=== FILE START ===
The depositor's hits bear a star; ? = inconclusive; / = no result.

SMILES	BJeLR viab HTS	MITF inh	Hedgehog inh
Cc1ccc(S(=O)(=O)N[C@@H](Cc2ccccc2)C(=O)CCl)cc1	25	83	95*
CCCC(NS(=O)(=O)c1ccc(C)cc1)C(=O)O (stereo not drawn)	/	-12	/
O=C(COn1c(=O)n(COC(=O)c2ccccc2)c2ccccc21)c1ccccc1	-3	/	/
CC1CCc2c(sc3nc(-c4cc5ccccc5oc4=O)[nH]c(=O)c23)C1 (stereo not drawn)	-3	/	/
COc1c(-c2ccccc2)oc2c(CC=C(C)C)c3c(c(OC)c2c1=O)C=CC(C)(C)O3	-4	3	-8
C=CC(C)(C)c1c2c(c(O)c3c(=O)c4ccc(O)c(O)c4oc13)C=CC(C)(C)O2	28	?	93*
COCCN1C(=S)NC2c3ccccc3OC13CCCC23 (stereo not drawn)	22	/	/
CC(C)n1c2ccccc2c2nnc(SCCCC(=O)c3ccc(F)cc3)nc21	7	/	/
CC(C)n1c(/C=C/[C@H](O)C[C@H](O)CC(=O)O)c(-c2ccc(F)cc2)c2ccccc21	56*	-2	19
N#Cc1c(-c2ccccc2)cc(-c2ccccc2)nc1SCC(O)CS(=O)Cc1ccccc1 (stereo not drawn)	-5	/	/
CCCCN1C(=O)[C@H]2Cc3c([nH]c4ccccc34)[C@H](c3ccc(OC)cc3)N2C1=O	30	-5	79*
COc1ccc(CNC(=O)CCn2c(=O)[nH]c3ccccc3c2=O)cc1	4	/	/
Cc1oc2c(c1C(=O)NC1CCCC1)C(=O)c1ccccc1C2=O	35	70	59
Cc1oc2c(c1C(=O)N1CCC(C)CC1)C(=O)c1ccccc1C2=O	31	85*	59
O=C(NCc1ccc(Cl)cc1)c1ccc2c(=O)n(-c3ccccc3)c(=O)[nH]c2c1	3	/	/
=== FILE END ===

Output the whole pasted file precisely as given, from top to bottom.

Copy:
The depositor's hits bear a star; ? = inconclusive; / = no result.

SMILES	BJeLR viab HTS	MITF inh	Hedgehog inh
Cc1ccc(S(=O)(=O)N[C@@H](Cc2ccccc2)C(=O)CCl)cc1	25	83	95*
CCCC(NS(=O)(=O)c1ccc(C)cc1)C(=O)O (stereo not drawn)	/	-12	/
O=C(COn1c(=O)n(COC(=O)c2ccccc2)c2ccccc21)c1ccccc1	-3	/	/
CC1CCc2c(sc3nc(-c4cc5ccccc5oc4=O)[nH]c(=O)c23)C1 (stereo not drawn)	-3	/	/
COc1c(-c2ccccc2)oc2c(CC=C(C)C)c3c(c(OC)c2c1=O)C=CC(C)(C)O3	-4	3	-8
C=CC(C)(C)c1c2c(c(O)c3c(=O)c4ccc(O)c(O)c4oc13)C=CC(C)(C)O2	28	?	93*
COCCN1C(=S)NC2c3ccccc3OC13CCCC23 (stereo not drawn)	22	/	/
CC(C)n1c2ccccc2c2nnc(SCCCC(=O)c3ccc(F)cc3)nc21	7	/	/
CC(C)n1c(/C=C/[C@H](O)C[C@H](O)CC(=O)O)c(-c2ccc(F)cc2)c2ccccc21	56*	-2	19
N#Cc1c(-c2ccccc2)cc(-c2ccccc2)nc1SCC(O)CS(=O)Cc1ccccc1 (stereo not drawn)	-5	/	/
CCCCN1C(=O)[C@H]2Cc3c([nH]c4ccccc34)[C@H](c3ccc(OC)cc3)N2C1=O	30	-5	79*
COc1ccc(CNC(=O)CCn2c(=O)[nH]c3ccccc3c2=O)cc1	4	/	/
Cc1oc2c(c1C(=O)NC1CCCC1)C(=O)c1ccccc1C2=O	35	70	59
Cc1oc2c(c1C(=O)N1CCC(C)CC1)C(=O)c1ccccc1C2=O	31	85*	59
O=C(NCc1ccc(Cl)cc1)c1ccc2c(=O)n(-c3ccccc3)c(=O)[nH]c2c1	3	/	/